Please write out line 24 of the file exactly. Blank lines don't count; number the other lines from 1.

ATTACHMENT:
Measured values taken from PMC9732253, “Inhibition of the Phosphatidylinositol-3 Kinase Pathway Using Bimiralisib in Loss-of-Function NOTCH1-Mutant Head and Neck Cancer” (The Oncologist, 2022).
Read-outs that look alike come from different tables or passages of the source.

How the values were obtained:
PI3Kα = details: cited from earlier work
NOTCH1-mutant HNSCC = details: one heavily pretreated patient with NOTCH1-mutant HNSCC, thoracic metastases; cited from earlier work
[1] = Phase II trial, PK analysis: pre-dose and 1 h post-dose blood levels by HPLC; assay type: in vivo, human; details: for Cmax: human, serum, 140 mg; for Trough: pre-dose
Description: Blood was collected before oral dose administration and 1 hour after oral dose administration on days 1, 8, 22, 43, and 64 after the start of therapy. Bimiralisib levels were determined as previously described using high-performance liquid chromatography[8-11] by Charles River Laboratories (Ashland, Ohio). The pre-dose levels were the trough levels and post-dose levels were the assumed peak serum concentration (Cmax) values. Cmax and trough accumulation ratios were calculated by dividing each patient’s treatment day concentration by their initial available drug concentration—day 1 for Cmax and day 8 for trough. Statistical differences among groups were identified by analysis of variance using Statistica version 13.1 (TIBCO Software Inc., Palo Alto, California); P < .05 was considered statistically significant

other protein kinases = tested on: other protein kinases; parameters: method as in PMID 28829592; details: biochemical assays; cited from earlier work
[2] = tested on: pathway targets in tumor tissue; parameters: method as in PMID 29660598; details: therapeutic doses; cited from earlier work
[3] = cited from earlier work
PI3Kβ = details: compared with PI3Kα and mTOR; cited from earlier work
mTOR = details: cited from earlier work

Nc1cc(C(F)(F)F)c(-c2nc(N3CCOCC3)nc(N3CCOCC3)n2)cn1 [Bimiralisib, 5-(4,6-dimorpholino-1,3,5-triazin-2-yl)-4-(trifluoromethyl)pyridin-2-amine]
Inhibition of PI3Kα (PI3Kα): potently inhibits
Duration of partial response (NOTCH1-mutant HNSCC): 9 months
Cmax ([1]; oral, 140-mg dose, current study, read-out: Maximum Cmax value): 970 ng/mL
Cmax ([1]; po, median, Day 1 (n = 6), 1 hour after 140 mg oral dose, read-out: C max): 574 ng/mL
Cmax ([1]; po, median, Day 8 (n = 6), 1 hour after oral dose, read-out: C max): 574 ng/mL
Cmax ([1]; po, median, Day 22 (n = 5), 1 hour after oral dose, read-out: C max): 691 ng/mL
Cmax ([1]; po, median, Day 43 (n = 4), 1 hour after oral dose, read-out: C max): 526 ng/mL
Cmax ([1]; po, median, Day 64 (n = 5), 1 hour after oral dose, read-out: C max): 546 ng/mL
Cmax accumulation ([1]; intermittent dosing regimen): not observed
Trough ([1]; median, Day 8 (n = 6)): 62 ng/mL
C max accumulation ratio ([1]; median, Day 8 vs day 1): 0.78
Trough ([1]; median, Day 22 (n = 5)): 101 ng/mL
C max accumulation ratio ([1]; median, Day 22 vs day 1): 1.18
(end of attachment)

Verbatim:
C max accumulation ratio ([1]; median, Day 8 vs day 1): 0.78